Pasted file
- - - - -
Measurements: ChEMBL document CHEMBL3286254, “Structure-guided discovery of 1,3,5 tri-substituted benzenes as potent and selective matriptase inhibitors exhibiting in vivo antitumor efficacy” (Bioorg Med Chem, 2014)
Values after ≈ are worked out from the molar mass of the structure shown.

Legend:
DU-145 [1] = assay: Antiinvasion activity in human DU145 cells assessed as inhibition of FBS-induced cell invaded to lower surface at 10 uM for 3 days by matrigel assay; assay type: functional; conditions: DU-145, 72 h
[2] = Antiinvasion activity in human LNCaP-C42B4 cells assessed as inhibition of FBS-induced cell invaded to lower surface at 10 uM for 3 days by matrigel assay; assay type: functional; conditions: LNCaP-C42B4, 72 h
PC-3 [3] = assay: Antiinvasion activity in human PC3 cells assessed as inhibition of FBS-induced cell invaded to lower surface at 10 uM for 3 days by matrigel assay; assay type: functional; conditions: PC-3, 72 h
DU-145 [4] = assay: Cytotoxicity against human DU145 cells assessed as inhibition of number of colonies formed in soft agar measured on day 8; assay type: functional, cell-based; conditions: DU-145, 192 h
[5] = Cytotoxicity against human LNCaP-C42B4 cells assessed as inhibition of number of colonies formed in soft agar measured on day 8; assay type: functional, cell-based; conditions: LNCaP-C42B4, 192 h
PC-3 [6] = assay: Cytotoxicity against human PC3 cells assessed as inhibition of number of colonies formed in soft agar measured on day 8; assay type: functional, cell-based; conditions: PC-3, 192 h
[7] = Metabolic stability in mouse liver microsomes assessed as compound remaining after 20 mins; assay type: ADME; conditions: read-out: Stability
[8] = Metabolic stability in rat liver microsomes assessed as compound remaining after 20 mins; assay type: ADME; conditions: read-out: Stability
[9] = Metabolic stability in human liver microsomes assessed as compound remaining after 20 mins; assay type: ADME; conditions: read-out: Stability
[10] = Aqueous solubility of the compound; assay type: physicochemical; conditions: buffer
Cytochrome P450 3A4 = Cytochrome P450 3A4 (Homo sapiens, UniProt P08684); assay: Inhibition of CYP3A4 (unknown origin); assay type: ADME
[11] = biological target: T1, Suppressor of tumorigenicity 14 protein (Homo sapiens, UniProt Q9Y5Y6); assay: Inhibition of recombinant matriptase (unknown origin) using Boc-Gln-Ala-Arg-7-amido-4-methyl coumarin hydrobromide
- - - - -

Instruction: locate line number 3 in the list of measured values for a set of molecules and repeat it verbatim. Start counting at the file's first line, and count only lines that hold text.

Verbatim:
Legend: